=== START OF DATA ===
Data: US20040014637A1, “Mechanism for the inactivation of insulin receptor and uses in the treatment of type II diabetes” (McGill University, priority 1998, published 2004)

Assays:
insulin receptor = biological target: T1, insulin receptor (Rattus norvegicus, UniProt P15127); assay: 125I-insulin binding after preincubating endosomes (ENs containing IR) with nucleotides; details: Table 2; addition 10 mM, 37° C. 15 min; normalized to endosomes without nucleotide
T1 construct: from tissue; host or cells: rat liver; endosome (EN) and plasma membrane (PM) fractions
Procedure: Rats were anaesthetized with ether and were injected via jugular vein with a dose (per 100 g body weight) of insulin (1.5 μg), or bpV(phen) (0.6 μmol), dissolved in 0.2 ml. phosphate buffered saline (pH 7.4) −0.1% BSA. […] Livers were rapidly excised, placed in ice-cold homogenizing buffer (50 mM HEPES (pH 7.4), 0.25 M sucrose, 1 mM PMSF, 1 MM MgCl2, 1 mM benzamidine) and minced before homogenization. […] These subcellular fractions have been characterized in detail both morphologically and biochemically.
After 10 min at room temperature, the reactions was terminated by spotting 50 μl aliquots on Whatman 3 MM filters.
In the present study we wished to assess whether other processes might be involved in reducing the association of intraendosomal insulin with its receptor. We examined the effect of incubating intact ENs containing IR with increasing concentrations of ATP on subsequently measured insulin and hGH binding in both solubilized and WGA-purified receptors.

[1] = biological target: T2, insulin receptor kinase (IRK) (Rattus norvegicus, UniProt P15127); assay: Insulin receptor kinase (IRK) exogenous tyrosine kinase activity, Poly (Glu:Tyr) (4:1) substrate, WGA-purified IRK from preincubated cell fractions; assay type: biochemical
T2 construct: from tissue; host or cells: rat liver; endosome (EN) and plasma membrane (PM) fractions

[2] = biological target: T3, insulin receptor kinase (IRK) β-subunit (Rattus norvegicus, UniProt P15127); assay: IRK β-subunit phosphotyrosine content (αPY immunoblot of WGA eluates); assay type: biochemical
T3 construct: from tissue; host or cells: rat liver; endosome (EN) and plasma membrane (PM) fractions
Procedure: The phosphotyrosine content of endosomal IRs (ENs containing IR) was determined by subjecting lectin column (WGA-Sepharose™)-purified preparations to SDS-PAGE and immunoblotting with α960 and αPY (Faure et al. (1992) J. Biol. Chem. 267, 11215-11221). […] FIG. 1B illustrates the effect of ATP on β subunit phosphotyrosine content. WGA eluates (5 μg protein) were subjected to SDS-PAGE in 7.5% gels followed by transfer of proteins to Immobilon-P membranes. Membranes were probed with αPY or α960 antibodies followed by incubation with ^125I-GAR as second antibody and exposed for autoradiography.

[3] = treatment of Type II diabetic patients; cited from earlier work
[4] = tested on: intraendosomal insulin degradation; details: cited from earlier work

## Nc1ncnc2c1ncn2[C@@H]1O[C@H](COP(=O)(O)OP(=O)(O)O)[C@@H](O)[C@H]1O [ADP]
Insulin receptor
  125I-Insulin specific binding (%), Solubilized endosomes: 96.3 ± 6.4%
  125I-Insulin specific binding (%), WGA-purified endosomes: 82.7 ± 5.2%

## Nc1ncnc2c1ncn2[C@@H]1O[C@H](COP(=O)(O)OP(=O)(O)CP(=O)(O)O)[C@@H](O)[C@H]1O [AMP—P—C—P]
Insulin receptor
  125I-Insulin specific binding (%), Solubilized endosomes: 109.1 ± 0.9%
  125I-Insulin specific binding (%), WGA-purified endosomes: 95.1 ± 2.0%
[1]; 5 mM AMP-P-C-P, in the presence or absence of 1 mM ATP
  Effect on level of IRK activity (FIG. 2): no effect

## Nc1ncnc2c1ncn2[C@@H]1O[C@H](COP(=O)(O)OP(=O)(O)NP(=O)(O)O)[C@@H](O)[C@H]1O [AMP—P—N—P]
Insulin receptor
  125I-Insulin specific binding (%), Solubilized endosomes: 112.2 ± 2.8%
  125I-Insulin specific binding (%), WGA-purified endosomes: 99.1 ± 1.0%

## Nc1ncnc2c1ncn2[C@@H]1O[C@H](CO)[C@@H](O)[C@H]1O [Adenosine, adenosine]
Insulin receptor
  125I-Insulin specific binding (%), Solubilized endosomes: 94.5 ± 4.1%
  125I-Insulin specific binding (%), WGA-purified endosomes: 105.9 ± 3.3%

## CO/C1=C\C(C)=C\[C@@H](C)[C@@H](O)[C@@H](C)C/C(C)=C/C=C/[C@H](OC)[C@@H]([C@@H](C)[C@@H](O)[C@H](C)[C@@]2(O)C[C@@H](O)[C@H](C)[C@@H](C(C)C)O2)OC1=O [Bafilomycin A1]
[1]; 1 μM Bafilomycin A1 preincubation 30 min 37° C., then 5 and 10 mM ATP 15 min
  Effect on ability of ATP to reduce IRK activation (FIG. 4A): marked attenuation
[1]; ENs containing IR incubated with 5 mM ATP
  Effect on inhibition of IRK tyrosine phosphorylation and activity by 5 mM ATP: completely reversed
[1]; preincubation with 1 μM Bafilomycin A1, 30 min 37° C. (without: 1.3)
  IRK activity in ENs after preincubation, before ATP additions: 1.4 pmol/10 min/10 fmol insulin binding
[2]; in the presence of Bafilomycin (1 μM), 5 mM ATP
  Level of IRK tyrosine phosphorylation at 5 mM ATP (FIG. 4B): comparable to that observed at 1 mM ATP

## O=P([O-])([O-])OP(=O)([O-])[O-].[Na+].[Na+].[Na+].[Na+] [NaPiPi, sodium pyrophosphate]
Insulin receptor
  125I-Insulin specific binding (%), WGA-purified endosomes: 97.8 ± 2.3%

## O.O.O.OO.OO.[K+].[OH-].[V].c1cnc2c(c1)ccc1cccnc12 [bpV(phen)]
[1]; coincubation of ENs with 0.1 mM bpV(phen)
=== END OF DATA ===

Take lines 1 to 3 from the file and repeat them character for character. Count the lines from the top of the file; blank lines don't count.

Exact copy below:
Data: US20040014637A1, “Mechanism for the inactivation of insulin receptor and uses in the treatment of type II diabetes” (McGill University, priority 1998, published 2004)

Assays:
insulin receptor = biological target: T1, insulin receptor (Rattus norvegicus, UniProt P15127); assay: 125I-insulin binding after preincubating endosomes (ENs containing IR) with nucleotides; details: Table 2; addition 10 mM, 37° C. 15 min; normalized to endosomes without nucleotide